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May 302023

Idle Valley NWT Reserve & Lound Gravel Pits – Sunday 28th May 2023

A little closer to home than some recent trips, the Nottinghamshire Wildlife Trust nature reserve at Idle Valley was the destination for our most recent members outing on Sunday 28th May. This is a venue we had not visited before as a group, but with a network of lakes, wetland, grassland and scrub it promised to deliver a wide variety of birds.
Meeting up in the Visitor Centre with its panoramic views overlooking one of the lakes, we were able to pick out a pair of Red-crested Pochards among the numerous Tufted Ducks, Mallards, Gadwall and Coots. Lesser Black-backed Gulls seemed to be the dominant gull species on offer, with a smaller number of Black-headed Gulls also present.
As we set off on a circular walk around the lake, the trees and bushes along the path were alive with birdsong. A male Greenfinch perched on top of a bush proved a popular sighting, and afforded very good views for those of us with cameras. Chiffchaffs, Willow Warblers, Blackcaps, Garden Warblers and Reed Warblers were all heard and in many cases seen, and even that most elusive of birds, a Cetti’s Warbler, appeared briefly flitting between bushes. Walking along the banks of the River Idle, we kept a keen eye-out for a Kingfisher, and one was eventually seen by a few members of the group as it darted between trees by the river.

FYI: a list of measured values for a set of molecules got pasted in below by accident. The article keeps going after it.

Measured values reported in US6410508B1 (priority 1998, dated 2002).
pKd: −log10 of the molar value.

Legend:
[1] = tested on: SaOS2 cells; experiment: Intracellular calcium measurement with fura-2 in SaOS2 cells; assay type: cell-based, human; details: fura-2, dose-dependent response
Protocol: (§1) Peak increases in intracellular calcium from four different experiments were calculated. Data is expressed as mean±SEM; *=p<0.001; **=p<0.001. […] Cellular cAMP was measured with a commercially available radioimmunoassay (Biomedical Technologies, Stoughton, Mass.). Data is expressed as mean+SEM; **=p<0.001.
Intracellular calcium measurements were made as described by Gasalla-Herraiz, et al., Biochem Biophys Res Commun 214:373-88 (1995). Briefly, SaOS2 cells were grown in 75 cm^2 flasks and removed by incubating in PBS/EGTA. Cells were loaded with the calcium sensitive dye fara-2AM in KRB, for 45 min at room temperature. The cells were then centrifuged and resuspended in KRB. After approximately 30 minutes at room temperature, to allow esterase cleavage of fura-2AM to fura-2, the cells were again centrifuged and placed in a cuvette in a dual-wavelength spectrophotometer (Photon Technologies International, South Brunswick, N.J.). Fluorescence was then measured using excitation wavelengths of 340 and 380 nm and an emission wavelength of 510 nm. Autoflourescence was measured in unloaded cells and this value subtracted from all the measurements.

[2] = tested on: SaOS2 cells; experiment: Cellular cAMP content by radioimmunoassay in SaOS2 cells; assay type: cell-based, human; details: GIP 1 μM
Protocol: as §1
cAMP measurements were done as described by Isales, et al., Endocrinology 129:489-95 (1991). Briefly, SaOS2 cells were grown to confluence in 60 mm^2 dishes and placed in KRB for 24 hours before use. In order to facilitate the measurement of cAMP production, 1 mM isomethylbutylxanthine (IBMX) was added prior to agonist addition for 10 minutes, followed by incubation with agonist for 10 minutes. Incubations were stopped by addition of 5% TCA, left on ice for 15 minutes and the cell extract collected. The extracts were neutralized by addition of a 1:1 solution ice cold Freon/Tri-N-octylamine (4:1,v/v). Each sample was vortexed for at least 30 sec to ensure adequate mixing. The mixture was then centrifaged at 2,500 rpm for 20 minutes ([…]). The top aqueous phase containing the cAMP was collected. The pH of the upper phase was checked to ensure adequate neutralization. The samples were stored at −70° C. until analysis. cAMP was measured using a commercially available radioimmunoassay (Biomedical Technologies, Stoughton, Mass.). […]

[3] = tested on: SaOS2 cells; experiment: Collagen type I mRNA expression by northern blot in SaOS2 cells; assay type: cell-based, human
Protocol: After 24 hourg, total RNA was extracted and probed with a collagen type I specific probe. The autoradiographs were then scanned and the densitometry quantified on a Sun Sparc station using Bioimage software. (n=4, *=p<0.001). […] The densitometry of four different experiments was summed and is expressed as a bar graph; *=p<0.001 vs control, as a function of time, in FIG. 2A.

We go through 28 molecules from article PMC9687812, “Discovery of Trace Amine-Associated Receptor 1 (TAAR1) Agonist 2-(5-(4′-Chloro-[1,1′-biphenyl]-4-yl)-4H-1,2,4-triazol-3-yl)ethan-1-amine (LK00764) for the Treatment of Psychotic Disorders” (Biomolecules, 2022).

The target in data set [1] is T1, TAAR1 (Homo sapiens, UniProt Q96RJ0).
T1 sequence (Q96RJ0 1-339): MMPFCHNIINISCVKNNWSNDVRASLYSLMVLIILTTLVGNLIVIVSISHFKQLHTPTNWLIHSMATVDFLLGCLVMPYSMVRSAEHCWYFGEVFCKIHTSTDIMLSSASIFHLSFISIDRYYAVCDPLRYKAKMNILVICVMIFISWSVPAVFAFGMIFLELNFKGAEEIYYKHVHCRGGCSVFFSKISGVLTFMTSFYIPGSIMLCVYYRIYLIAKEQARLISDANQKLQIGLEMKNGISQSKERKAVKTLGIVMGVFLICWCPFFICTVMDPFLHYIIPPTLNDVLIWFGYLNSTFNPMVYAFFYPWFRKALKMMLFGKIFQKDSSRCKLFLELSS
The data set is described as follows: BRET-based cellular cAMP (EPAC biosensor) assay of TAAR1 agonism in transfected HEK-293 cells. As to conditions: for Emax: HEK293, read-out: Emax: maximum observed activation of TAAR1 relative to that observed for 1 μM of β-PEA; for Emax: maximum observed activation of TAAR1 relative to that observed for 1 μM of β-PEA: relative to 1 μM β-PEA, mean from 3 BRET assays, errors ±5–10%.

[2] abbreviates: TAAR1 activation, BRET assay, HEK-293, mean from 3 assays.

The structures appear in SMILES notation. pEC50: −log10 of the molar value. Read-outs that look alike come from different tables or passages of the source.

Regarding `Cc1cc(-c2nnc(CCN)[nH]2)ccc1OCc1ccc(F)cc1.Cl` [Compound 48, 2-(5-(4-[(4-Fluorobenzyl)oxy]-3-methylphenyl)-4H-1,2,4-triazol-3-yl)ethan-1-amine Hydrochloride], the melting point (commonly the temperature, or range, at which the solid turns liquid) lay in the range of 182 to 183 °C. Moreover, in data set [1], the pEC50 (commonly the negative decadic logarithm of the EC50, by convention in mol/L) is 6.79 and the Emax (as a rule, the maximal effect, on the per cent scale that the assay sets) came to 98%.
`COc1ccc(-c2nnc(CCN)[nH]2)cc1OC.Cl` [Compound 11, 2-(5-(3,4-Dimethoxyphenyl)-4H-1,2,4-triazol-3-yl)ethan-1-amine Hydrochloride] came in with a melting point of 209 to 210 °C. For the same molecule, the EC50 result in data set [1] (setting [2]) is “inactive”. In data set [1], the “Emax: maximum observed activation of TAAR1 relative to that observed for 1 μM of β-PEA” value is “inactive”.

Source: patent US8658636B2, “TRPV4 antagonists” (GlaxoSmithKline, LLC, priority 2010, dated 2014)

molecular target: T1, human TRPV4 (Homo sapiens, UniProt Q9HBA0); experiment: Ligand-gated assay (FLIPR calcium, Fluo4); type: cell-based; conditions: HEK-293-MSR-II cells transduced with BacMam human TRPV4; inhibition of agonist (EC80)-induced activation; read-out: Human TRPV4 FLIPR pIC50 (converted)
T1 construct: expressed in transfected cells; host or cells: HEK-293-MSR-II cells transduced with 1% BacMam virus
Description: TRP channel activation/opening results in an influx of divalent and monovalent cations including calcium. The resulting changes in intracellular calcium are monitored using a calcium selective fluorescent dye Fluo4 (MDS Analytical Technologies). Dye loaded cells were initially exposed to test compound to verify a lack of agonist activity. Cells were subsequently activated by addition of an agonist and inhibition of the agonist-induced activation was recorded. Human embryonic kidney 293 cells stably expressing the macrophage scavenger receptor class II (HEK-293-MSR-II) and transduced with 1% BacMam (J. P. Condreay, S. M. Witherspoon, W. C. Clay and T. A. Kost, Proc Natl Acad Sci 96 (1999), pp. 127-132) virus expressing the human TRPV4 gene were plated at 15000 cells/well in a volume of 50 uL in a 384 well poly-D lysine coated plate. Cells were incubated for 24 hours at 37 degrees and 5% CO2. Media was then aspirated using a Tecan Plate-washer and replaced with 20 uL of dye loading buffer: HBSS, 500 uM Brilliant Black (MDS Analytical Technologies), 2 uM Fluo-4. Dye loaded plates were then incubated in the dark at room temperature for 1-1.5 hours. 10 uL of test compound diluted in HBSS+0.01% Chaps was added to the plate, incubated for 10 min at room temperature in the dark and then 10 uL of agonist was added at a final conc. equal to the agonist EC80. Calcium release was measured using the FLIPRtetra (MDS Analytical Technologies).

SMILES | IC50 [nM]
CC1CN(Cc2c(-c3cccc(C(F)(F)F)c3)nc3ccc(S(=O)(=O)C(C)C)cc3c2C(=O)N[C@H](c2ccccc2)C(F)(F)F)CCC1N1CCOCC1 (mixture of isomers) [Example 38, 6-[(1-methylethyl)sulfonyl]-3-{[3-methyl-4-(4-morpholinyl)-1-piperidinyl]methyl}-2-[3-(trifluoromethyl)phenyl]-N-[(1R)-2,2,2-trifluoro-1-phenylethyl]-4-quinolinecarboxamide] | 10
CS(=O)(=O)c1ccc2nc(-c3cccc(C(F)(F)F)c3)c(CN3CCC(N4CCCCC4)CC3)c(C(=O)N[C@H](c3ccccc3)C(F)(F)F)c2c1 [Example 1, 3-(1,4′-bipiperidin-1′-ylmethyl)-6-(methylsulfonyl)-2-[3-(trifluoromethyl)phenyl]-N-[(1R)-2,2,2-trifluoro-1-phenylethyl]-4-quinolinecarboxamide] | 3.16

After lunch we drove up to the nearby Lound Gravel Pits, a large area of lakes and scrapes to the north of the Idle Valley reserve.  Most of the water bodies held more of the same wildfowl species we had seen earlier, but Common Pochard, Wigeon, Shelduck and Shoveler were added to our list of ducks. Perhaps the most unusual, but impressive, sight was a count of over 100 Mute Swans on one of the lakes. Waders were in rather short supply though, with just a few Lapwings, Oystercatchers and a single Redshank noted.
Possibly one of the highlights of the day was not two-legged but four-legged, as a very handsome fox came out into full view for several minutes at the edge of one of the lakes, no doubt on the hunt for any eggs or chicks it could find.
An enjoyable day resulted in an impressive total of 60 species recorded by the group:
Greylag Goose, Canada Goose, Mute Swan, Egyptian Goose, Shelduck, Shoveler, Gadwall, Mallard, Wigeon, Red-crested Pochard, Common Pochard, Tufted Duck, Little Grebe, Great Crested Grebe, Woodpigeon, Cuckoo, Swift, Moorhen, Coot, Pheasant, Oystercatcher, Lapwing, Redshank, Black-headed Gull, Lesser Black-backed Gull, Common Tern, Cormorant, Grey Heron, Little Egret, Buzzard, Kestrel, Kingfisher, Magpie, Jackdaw, Carrion Crow, Blue Tit, Great Tit, Long-tailed Tit, Skylark, Sand Martin, House Martin, Swallow, Reed Warbler, Sedge Warbler, Chiffchaff, Willow Warbler, Cetti’s Warbler, Blackcap, Garden Warbler, Whitethroat, Pied Wagtail, Wren, Starling, Song Thrush, Blackbird, Robin, Dunnock, Chaffinch, Greenfinch, Goldfinch
Chris Lamb

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